Women on boards: A corporate necessity
When Facebook announced it was preparing an initial public offering, a lengthy Wall Street Journal editorial asked a crucial question: Since women are the majority of social media users, why are all the members of Facebook’s board of directors men? It is a question relevant to most corporations in the United States, the largest economy in the world. Despite women being equal stakeholders in the US economy — as 50% of its workers, 80% of its consumers, 40.4% of small business owners and 40% of its investors, either directly or through pension funds — the percentage of women directors has only recently reached 16%.
Over the past decade, European companies also admitted few women onto their corporate boards, until some European governments decided to take more proactive steps through quotas — legislative mandates requiring a percentage of seats to be held by women. Norway triggered this quota wave when it passed a law in 2003 requiring all companies listed on the stock exchange to allocate 40% of board seats to women. Companies that did not comply would be dissolved. The result: the quota was reached by all affected companies. There was no cataclysmic disruption of the market, as feared by some, given the simultaneous change in board composition across the country. Qualified women directors were found through databanks formed by the government and other business associations, even though many CEOs stated early on that there would be few to find. Most importantly, gender diversity on corporate boards is no longer a topic of discussion. According to one Norwegian director: ‘We have gone past it.’
That Norway succeeded in this ‘corporate engineering’ was an important propellant for other countries to follow suit. Quotas for women directors have since been imposed on companies in Spain, Iceland, France, the Netherlands, Belgium and Italy. The list is even longer when countries with quotas for government-owned companies are included, as is the case in Israel, South Africa, Denmark, Finland, Ireland and, recently, Austria. Germany does not yet have a federal quota, but Berlin and Nuremberg do for companies based in those cities, or in which the city has equity. Canada also has not been able to pass a quota legislation, but the province of Quebec has a quota in place for government-owned companies based there. The quota strategy has leapt to other regions as well: Malaysia’s Prime Minister issued an executive order in 2011 mandating that 30% of board seats be allocated to women, the first Asian country to do so.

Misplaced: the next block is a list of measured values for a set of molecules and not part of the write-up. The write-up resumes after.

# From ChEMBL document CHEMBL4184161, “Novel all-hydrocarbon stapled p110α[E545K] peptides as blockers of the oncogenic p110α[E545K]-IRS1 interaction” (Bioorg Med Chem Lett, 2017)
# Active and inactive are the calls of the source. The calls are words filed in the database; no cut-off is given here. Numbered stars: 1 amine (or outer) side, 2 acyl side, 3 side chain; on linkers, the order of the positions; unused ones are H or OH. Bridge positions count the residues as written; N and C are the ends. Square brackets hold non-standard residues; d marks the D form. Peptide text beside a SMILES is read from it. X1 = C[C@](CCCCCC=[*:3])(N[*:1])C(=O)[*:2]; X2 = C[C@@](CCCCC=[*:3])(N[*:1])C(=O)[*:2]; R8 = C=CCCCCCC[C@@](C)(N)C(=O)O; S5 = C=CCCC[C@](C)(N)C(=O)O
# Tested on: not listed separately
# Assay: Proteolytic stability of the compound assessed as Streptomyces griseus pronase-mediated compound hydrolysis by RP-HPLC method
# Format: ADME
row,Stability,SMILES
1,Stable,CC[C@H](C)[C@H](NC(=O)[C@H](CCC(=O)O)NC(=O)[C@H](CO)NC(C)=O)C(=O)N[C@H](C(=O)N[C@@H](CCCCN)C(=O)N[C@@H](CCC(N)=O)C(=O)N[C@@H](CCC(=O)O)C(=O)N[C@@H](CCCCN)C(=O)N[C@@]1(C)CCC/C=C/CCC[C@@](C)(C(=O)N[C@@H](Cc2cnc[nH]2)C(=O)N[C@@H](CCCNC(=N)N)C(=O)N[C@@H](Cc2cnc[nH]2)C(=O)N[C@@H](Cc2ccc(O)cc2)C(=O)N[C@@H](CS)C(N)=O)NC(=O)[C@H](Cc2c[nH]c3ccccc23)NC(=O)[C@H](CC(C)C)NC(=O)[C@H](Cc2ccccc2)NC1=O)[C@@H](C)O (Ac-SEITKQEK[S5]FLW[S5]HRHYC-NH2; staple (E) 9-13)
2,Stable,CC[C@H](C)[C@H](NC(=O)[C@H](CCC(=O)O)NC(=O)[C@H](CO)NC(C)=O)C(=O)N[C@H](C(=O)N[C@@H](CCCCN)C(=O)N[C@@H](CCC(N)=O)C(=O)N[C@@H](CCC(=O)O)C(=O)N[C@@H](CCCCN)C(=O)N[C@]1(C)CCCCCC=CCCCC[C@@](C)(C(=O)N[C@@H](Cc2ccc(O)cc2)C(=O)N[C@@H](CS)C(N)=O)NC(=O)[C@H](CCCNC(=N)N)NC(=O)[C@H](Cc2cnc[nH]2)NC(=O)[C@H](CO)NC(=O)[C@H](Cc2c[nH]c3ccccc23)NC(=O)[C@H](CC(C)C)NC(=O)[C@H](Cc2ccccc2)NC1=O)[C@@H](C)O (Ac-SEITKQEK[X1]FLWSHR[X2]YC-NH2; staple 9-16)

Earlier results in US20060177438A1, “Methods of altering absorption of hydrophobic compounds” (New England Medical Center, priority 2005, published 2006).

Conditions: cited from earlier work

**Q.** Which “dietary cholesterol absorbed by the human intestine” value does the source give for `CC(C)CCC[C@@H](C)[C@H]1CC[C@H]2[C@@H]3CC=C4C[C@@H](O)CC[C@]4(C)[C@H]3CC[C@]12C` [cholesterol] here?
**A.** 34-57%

‘Quotas are a shock to the system. Without them, change for women will take a very long time,’ says Michel Landel, CEO of Sodexo in France. The word ‘quota’, however, continues to have negative connotations. Often, it assumes bringing in unqualified, incompetent people just to fill the seats. To test this assumption, Corporate Women Directors International (CWDI) examined the backgrounds of the 113 women appointed to board seats in France in 2009, when the quota legislation first passed the lower house of parliament. CWDI found that the overwhelming majority (67%) of women named directors were seasoned corporate executives, and the rest were professionals and owners of large enterprises. All had excelled in their respective field. As a result of its quota legislation, France leapt from having only 7.2% women directors, where it was stuck for many years, to 20.1% in 2011, a rate of increase that would not have been possible before.
During these critical economic times, no company can afford to have an unqualified person on its board, whether male or female. Quotas allow women to enter the boardroom, but they still have to perform like all the other directors. The long-term result will be a base of experienced women directors, so no one can ever say that there is not a big enough pool to draw from. The other result, hopefully, will be better financial results for companies. There is a plethora of research from the United States, Europe and emerging economies such as Viet Nam and Turkey that shows a strong correlation between companies with more women board-level directors and senior managers, and better financial performance based on several metrics. According to McKinsey, this argument is accepted by 65% of senior executives, but only 29% act on it. For many companies, gender diversity is not part of their business strategy.
Despite these findings, the reality is that the inflow of more women to corporate boards, especially in Europe where this strategy dominates, will change the face of corporate leadership in the future. Although it is too soon to tell what the ultimate result will be, it is hoped that the addition of women will create more stable companies and, consequently, a more stable global economy.